How Can We Decolonise Fashion History? A Case Study: the Guarani-Kaiowá, Mato Grosso do Sul, Brazil - The Courtauld Institute of Art

How Can We Decolonise Fashion History? A Case Study: the Guarani-Kaiowá, Mato Grosso do Sul, Brazil

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How Can We Decolonise Fashion History? A Case Study: the Guarani-Kaiowá, Mato Grosso do Sul, Brazil

Vernon Square, Penton Rise, Kings Cross, London WC1X 9EW

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Photograph by Paulo Siqueira, a woman of the Guarani-Kaiowá indigenous group, published in National Geographic Brasil, August 2013

  • Friday 8 February 2019
    PLEASE NOTE: This Date Has Passed
    12:30 pm - 1:30 pm

    Research Forum Seminar Room, Floor 2, Vernon Square, Penton Rise, Kings Cross, London WC1X 9EW, WC1X 9EW

Speaker

  • Elizabeth Kutesko - Central Saint Martins

Organised by

  • Rebecca Arnold - Courtauld Institute of Art

There is much discussion in contemporary scholarship about the need to decolonise curricula and look beyond a Eurocentric bias. But what does it actually mean to decolonise fashion history? How can we move beyond the jargon and actively piece together a more inclusive definition of fashion, past and present? Fashion is undoubtedly a transnational phenomenon. It crosses borders and tells stories about local identities and global networks of exchange.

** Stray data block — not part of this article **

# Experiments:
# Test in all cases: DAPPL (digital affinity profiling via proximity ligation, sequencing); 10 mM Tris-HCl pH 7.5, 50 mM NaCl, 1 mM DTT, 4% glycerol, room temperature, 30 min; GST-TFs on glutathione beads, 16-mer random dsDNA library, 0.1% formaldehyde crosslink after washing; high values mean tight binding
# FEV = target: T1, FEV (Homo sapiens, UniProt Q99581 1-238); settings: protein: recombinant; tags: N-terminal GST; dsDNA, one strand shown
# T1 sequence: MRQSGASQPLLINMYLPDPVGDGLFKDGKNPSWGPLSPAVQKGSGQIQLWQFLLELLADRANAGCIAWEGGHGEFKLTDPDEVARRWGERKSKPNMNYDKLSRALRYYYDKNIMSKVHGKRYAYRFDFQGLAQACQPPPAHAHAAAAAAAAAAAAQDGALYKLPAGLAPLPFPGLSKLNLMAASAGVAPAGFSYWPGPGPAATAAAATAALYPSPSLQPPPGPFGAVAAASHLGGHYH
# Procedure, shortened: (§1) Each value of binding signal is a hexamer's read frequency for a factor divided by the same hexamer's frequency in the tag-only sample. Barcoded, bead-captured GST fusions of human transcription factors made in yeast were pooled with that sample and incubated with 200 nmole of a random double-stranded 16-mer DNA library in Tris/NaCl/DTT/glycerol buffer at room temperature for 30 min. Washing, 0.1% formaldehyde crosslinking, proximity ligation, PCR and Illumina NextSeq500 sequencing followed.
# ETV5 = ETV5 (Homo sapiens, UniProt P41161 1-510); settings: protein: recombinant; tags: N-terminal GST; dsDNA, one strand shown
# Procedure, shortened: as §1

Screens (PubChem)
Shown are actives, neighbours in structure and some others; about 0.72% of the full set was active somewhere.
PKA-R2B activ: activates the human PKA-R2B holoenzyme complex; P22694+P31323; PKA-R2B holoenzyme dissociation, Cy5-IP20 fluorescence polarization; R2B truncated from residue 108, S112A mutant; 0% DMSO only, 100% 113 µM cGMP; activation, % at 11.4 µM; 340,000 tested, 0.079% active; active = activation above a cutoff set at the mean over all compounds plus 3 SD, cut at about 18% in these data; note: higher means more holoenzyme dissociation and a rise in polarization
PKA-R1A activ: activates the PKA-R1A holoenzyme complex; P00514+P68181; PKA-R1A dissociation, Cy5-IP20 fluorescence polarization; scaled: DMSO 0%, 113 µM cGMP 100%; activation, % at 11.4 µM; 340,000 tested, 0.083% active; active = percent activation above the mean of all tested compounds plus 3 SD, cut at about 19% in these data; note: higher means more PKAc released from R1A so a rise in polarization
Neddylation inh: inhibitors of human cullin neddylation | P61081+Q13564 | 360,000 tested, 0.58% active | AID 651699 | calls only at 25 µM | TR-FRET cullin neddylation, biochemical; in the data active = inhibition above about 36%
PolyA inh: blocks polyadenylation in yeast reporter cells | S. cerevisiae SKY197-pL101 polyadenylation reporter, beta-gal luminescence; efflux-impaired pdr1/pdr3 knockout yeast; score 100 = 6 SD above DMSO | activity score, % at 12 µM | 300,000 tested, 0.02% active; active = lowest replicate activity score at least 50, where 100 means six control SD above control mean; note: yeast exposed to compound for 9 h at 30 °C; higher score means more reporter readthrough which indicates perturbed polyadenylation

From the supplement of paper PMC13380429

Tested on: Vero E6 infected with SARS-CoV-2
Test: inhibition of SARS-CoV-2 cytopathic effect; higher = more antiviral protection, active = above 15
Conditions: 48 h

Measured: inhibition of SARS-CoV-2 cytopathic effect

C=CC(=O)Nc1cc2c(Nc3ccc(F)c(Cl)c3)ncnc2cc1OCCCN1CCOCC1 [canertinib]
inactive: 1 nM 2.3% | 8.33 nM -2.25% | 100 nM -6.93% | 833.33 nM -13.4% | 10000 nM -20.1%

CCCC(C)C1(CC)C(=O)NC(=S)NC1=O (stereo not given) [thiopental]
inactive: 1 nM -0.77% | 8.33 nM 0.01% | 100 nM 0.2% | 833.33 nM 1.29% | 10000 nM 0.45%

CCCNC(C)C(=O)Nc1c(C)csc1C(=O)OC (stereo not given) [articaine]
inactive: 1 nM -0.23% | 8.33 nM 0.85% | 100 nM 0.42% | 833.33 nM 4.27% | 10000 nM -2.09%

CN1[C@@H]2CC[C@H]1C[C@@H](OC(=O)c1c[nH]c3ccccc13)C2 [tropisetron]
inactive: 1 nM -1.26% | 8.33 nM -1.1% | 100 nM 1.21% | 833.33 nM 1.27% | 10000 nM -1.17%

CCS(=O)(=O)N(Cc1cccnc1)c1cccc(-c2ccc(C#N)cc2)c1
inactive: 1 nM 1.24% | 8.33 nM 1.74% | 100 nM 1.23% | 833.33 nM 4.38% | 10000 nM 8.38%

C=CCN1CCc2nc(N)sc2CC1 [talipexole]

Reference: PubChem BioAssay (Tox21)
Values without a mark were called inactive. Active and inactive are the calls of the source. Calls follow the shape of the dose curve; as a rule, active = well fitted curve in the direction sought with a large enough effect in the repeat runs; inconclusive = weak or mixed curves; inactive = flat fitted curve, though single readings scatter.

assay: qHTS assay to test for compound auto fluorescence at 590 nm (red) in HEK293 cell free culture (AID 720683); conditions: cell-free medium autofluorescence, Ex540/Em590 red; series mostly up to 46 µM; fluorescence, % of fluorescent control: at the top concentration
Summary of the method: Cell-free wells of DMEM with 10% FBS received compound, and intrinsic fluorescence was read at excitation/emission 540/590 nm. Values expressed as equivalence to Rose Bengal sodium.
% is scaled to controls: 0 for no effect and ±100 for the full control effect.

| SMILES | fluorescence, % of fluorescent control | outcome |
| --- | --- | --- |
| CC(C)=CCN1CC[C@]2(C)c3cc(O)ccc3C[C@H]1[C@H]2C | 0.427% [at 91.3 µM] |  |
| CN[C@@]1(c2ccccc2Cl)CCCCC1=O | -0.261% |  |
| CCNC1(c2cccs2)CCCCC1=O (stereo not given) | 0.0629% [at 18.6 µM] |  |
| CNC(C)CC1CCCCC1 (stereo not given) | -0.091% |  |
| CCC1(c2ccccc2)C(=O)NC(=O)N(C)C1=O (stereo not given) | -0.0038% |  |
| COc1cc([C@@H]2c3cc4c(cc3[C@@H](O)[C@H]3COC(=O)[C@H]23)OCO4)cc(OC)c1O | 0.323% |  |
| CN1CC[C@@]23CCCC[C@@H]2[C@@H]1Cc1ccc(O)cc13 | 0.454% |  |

So what sorts of tools might academics use to unpack those stories? This paper cannot guarantee definitive answers. Instead it proposes suggestions, based upon my research into the Guarani-Kaiowá, who use fashion to articulate a sense of who they are, in relation to when and where they are. The Guarani-Kaiowá are indigenous to the central-Western state of Mato Grosso do Sul in Brasil. My analysis examines their representation within a short film produced by Paulo Siqueira and Nadia Shira Cohen for National Geographic Brasil in August 2013. The work of Brazilian sociologist Renato Ortiz (1947-) provides a useful framework to analyse how fashion has taken shape and flourished amongst the Guarani-Kaiowá, in response to an unpredictable environment. He coined the term ‘mundialization’ to point to a common culture that is shared throughout the world, which becomes localised and indigenised through dress and bodily practices. This paper supports the notion, underlined by my recent book Fashioning Brazil: Globalization and the Representation of Brazilian Dress in National Geographic, that employing theories which emerge from beyond Western Europe and North America is a useful starting point to decentre fashion history.

Elizabeth Kutesko (PhD, Courtauld Institute of Art) is a fashion historian, with a particular interest in Latin American bodily practices and the intersection between dress, cultural identity, representation and power. She is currently Lecturer in Cultural Studies at Central Saint Martins and the author of Fashioning Brazil: Globalization and the Representation of Brazilian Dress in National Geographic (Bloomsbury, 2018).

Please note this event has been moved to the Research Forum Seminar Room, Floor 2.

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